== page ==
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Squeegee: A Contamination Detection Tool for Low Microbial Biomass Microbiomes


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A new contamination detection tool developed by researchers at Baylor College of Medicine and Rice University can establish reproducibility in the identification and analysis of the microbes.

Credit: Darryl Leja/National Human Genome Research Institute.

The Squeegee contamination detection algorithm developed by researchers at Baylor College of Medicine (BCM) and Rice University can instill reproducibility in microbial identification and analysis.

"The premise of Squeegee is that we can use a computer analysis pipeline to help us detect 'breadcrumbs' of contaminants that would be anticipated to be common between the microbiome found in all human [or other mammalian] hosts and the sampling or lab environment," explained BCM's Kjersti Aagaard.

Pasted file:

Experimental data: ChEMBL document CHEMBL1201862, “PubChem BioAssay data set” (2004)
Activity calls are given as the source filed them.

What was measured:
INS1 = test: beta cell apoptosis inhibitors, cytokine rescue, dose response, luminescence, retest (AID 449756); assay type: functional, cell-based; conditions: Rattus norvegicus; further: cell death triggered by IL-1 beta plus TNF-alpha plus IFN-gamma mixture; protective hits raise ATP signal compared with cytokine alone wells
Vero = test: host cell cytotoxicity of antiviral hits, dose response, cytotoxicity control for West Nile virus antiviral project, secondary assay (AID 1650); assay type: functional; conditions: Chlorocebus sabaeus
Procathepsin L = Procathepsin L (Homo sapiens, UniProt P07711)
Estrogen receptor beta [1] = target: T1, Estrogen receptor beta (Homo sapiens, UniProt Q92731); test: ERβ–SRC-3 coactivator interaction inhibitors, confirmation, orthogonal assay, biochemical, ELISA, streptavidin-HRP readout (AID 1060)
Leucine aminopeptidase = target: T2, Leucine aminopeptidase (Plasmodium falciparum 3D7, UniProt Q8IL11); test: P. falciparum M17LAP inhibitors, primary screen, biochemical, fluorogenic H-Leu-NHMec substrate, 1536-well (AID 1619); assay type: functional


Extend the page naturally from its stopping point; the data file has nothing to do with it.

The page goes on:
The researchers tested Squeegee on datasets from a large number of persons that are especially low biomass and have many negative controls. BCM's Michael D. Jochum said, "We were able to show that Squeegee was capable of having a high-weighted recall and a very low false-positive rate in these ground truth datasets."

From Baylor College of Medicine
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Abstracts Copyright © 2022 SmithBucklin, Washington, DC, USA


 

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